The shielding layer 4 may be compounded in accordance with the example previously described. As previously mentioned, this layer is not bonded to the insulating layer 3 but adheres thereto, so that it can be easily removed incident to splicing or terminating the cable; and it will be understood from the foregoing that the unbonded adhesion can be effected in a conventional manner by controlling the conditions under which the shielding layer 4 is extruded on the insulating layer 3.

The inner shielding layer 2 is preferably well bonded to the surrounding insulation 3, since this has the effect of avoiding corona. Such a bond can be obtained by using a conventional technique incident to extruding the insulation 3 over the layer 2. The composition used for the shielding layer 2 may be conventional; that is, it may have a resistivity in the order of 100 ohms-cm, for example. However, I prefer to use for this layer a composition of high resistivity similar to that used for the outer shielding layer 4. In this way, if the bonding of the layers 2 and 3 is not perfect and voids form at their interface, the conductor shield 2 will perform better than in the case of a conventional shielding layer.

As an example of the effectiveness of the present invention, a length of 69 KV power cable having a conventional insulating layer 3 of cross-linked polyethylene, but with high-resistance shielding layers 2 and 4 as previously described, was '5 load cycled under twice the rated voltage to conductor temperatures up to 85 C and 105 C. for several months. Although limited corona discharge occurred during the test period, the cable did not show any evidence of significant instability either on the basis of change in corona measurements or power factor measurements. Physical (dissection) examination after testing likewise failed to reveal any evidence of deterioration.

Although I have referred to the shielding layers 2 and 4 as being formed by extrusion, it will be understood that they may be formed by a tape or tapes of the high-resistance polymeric material and which can be applied in lapped or butted fashion.

lclaim:

1. In a high-voltage electrical cable, the combination of a conductor, an inner shielding layer surrounding the conductor, an insulating layer of solid dielectric material surrounding said shielding layer and having an outer surface. and, adhering to said outer surface but free of bonding thereto whereby it is readily stripable therefrom, an outer shielding layer of polymeric material surrounding the conductor and having a resistivity of at least 1.0 million ohms-cm, said insulating and outer shielding layers extending along substantially the entire length of the conductor whereby said outer shielding layer is operable to substantially suppress the effects of corona discharge.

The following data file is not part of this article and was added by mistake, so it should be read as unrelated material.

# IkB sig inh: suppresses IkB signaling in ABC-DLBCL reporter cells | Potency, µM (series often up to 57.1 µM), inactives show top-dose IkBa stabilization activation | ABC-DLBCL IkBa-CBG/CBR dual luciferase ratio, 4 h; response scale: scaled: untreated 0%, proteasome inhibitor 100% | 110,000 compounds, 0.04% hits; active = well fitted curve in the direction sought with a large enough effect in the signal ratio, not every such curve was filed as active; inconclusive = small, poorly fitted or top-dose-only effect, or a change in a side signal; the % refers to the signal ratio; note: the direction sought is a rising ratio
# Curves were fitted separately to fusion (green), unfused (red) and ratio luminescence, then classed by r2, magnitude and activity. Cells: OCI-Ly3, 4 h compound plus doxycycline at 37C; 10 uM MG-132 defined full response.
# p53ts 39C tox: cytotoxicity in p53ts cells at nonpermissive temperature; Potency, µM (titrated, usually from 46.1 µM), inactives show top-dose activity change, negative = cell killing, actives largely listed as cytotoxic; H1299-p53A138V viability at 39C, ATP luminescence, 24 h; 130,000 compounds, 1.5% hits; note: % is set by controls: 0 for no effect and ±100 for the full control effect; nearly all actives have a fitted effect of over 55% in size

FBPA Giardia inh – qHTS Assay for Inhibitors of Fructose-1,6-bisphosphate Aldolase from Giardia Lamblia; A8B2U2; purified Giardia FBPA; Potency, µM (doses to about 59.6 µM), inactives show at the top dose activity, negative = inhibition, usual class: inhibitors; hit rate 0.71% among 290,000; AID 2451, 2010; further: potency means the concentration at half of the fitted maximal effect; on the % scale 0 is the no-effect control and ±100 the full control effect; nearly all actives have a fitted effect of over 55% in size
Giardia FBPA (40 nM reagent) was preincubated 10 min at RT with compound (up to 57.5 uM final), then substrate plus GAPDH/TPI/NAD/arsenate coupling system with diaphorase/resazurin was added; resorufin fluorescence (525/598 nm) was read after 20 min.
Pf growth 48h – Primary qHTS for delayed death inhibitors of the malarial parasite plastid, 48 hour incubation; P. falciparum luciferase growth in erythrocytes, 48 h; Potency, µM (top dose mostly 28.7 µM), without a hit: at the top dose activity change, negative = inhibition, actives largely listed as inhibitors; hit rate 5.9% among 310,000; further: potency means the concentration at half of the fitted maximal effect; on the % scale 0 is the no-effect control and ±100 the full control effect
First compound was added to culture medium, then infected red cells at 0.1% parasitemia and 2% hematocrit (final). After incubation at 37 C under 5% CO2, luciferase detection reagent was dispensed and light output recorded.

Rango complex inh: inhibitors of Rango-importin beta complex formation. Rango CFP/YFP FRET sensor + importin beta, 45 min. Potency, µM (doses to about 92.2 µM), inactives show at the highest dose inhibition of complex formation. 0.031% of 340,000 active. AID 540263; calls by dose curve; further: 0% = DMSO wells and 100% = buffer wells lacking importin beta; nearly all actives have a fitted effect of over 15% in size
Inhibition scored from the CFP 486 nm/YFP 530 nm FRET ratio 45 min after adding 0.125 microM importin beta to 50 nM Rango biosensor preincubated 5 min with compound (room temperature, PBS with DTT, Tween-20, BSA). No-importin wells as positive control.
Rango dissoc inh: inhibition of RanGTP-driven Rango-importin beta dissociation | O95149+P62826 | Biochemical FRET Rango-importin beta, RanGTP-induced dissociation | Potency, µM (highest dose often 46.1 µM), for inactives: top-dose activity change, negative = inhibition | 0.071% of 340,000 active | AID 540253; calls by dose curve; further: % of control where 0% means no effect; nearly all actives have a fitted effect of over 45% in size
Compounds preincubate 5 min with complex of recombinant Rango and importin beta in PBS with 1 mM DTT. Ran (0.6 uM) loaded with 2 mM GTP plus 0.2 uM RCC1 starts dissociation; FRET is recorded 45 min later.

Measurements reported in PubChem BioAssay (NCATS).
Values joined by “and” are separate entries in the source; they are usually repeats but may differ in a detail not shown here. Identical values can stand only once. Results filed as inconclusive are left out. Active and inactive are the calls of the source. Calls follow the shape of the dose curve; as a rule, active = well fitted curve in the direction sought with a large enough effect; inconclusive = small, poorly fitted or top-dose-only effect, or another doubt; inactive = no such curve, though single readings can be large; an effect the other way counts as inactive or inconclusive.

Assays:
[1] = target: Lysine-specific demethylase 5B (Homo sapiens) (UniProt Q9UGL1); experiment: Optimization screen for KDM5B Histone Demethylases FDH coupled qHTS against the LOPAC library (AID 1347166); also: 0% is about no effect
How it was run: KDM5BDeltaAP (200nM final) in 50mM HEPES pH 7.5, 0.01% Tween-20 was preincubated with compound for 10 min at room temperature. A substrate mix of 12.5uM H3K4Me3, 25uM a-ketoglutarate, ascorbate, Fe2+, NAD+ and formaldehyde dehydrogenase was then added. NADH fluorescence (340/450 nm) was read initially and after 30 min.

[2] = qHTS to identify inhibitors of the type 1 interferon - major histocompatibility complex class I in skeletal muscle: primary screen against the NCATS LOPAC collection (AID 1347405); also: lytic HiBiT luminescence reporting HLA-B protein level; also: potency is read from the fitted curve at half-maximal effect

2. The combination according to claim 1, in which said inner shielding layer is bonded to the insulating layer.

3. The combination according to claim 2, in which said inner shielding layer has a resistivity of at least 1.0 million ohms-cm.

4. The combination according to claim 1, in which said outer shielding layer is the homogeneous product of extruding said shielding material around the insulated conductor.

5. The combination according to claim 1, in which said outer shielding layer comprises said shielding material in tape form.

6. The combination according to claim I, in which said insulating layer is a polymeric material.

7. The combination according to claim 1, in which said insulating layer is polyethylene.

8. The combination according to claim 1, in which said insulating material is an elastomer.

UNITED STATES PATENT OFFICE CERTIFICATE OF CORRECTIQN Patent Noo 3,643,004 Dated February 15, 1972 Inventor(s) Alexander L. McKean It is certified that error appears in the above-identified patent and that said Letters Patent are hereby corrected as shown below:

Cover page, item (22) "Filed: Apr. 5, 1970" should be -Filed: Apr, 22, l970-.

Column 1, lines 48 and 49, after "adhering",

delete "this shielding layer of the new cable although adhering".

Signed and sealed this 19th day of September 1972.

(SEAL) Attest:

EDWARD M.FLETCHER,JR. ROBERT GOTTSCHALK Commissioner of Patents Attesting Officer 3 v UNITED STATES PATENT OFFICE QERTWICATE UF COREQ'HQN Patent No 3,643,004 D ed Februarv 15, 1972 Inventor(s) Alexander L. McKean It is certified that error appears in the above-identified patent and that said Letters Patent are hereby corrected as shown below:

Cover page, item (22) "Filed: Apr. 3 1970" should be Filed: Apr 3, l970-.,

Column 1, lines 48 and 49, after "adhering",

delete "this shielding layer of the new cable although adhering". I

Signed and sealed this 19th day of September 1972,

(SEAL) Attest:

EDWARD M.FLE'I'CHER,JR. ROBERT GOTTSGHALK Attesting Officer Commissioner of Patents

Claims (7)

  1. 2. The combination according to claim 1, in which said inner shielding layer is bonded to the insulating layer.
  2. 3. The combination according to claim 2, in which said inner shielding layer has a resistivity of at least 1.0 million ohms-cm.
  3. 4. The combination according to claim 1, in which said outer shielding layer is the homogeneous product of extruding said shielding material around the insulated conductor.
  4. 5. The combination according to claim 1, in which said outer shielding layer comprises said shielding material in tape form.
  5. 6. The combination according to claim 1, in which said insulating layer is a polymeric material.
  6. 7. The combination according to claim 1, in which said insulating layer is polyethylene.
  7. 8. The combination according to claim 1, in which said insulating material is an elastomer.